Of course, the most classic song on the soundtrack is naturally the only one the Sherman Brothers didn’t write. “The Bare Necessities” was written by Terry Gilkyson for an earlier version of the film that had a bit more of the darker edge the original source had. The animators loved this particular song so much that they convinced Walt to leave it in even after the story direction had changed. “The Bare Necessities” alone is why Phil Harris should be commended for his performance and why Baloo is among the greatest characters in Disney history. The lyrics and the music are perfect, and this song would easily fit into any Top 10 Disney songs list. I love this song.
We should get back to the villains before we need to finish up. First, Kaa, voiced by none other than our good friend Sterling Holloway! (STERLING HOLLOWAY COUNT: 6!) This is a completely different role for Holloway than we’ve seen before. Whereas up to this point he was always in the laid back good guy role, here he plays a python looking to eat anything and everything. And it absolutely works because Holloway has a hypnotic voice to begin with. I just love the way Holloway slurs his ssssss here, and Kaa is perfectly written as a mix of a hugely confidant and yet somewhat cowardly character. And Holloway nails the performance to make this a classic character.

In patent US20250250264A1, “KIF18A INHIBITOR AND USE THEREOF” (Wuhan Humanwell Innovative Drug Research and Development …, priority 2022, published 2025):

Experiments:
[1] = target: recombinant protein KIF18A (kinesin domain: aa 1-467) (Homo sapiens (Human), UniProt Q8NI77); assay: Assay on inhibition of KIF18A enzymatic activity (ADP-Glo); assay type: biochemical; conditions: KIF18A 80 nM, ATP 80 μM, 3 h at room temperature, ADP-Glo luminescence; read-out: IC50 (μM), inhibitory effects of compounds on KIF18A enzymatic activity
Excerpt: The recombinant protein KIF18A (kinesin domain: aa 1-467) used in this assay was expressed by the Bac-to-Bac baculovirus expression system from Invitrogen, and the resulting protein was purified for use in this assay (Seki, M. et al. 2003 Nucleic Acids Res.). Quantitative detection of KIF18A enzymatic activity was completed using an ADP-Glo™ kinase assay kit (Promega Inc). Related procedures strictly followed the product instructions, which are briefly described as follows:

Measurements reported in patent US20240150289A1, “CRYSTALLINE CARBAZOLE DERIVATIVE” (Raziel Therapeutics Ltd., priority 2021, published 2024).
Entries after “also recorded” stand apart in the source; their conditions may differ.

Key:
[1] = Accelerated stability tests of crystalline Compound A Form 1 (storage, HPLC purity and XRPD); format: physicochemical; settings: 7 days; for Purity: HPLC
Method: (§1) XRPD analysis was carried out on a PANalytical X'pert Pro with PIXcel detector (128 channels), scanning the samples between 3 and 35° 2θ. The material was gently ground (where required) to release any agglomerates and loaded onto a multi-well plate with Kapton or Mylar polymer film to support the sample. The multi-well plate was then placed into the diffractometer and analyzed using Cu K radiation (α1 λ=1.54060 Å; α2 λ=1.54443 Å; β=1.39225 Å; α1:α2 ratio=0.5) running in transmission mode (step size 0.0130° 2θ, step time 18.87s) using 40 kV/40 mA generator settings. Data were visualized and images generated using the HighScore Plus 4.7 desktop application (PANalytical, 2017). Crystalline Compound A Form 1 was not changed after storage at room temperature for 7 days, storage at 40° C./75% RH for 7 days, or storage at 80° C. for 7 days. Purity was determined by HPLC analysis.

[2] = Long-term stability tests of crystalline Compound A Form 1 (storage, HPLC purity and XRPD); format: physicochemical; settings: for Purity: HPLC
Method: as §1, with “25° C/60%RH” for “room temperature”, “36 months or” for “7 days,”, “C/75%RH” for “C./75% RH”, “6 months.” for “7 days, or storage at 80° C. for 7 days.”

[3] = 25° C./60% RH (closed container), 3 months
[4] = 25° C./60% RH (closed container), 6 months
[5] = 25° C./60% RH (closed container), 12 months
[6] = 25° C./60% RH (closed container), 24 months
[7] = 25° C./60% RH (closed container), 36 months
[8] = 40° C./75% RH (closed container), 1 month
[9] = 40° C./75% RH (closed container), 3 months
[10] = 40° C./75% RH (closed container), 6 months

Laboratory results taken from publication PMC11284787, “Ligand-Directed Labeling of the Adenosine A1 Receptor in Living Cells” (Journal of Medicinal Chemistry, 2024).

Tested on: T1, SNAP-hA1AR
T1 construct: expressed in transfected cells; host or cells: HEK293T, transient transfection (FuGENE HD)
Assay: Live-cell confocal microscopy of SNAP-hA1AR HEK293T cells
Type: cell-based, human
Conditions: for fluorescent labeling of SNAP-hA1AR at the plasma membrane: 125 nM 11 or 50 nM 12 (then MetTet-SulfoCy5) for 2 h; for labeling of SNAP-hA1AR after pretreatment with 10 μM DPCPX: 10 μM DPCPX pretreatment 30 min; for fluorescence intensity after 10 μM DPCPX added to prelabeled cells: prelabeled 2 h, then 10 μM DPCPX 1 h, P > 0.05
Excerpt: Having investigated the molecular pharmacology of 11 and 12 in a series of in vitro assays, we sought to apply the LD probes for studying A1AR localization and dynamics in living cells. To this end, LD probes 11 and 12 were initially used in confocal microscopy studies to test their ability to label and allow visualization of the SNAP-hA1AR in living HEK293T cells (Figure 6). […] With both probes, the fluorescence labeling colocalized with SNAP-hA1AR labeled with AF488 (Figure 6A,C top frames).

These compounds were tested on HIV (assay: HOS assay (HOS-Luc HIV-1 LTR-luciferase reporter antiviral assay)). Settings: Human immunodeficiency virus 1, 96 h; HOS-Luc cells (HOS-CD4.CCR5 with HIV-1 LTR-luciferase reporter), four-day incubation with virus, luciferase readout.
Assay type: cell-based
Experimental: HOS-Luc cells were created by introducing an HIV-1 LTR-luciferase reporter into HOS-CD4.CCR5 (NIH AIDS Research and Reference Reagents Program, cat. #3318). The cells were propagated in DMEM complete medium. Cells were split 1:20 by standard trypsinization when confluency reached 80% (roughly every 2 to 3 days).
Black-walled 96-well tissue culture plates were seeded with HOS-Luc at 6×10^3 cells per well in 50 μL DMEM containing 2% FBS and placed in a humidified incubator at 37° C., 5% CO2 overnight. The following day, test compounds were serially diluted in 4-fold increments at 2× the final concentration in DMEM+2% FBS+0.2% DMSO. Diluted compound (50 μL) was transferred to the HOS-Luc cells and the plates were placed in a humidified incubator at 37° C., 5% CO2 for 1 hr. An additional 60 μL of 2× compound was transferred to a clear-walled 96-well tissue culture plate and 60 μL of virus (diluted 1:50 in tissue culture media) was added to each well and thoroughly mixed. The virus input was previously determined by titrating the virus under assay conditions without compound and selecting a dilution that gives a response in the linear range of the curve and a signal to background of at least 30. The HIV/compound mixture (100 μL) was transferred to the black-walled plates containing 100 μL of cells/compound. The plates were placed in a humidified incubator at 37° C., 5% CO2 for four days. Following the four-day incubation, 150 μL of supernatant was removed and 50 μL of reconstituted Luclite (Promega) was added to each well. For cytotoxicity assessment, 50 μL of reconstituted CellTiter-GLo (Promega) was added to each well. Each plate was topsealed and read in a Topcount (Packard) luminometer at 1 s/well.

And while they aren’t really villains, I should mention the vulture characters, really for the sole reason that they were meant to be voiced by The Beatles! Now, there are conflicting reports as to why this didn’t happen. Some say Lennon really wanted to do it, but the rest of the Beatles and their managers and such wanted to focus on making albums. Others say that Lennon was against it all the way, and shot it down before any discussion could be had. Seriously though, wouldn’t it have been amazing if The Beatles had done a song in a Disney film?
And we shall end our discussion of The Jungle Book with our true villain, Shere Kahn. You know what is amazing about Shere Kahn? He doesn’t show up until halfway through the film. And he doesn’t need to. By the time he shows up, there is already an aura around him because everybody has talked about how dangerous he is. And we get to see why: he is as smart as he is strong. The absolutely brilliant casting choice of George Sanders, who is probably best known for his role as Addison DeWitt in All About Eve, pays of in spades. One of the best scenes in the film is when George Sanders is being George Sanders as Shere Kahn talks to Kaa about the whereabouts of Mowgli. Shere Kahn’s intellect is what makes him a memorable villain, even if he is only in the film for a couple of minutes.
BEST MOMENT AND SONG
The best song is by far “The Bare Necessities.” Go look it up on Youtube or Buy it on iTunes and just listen to the brilliance of the lyrics.
The best scene in the film is the “I Wanna Be Like You” number. It perfectly describes everything about this film: The relationships, the music, the characters, and the fun.
The Jungle Book is among the most purely fun films in the Disney Canon, and also does a fantastic job with Character, Drama, and Song, as any great Disney film should. I’ve said almost 3000 words about it. Just go watch it. It’s in the Top 10 on my list, and it might be on yours too.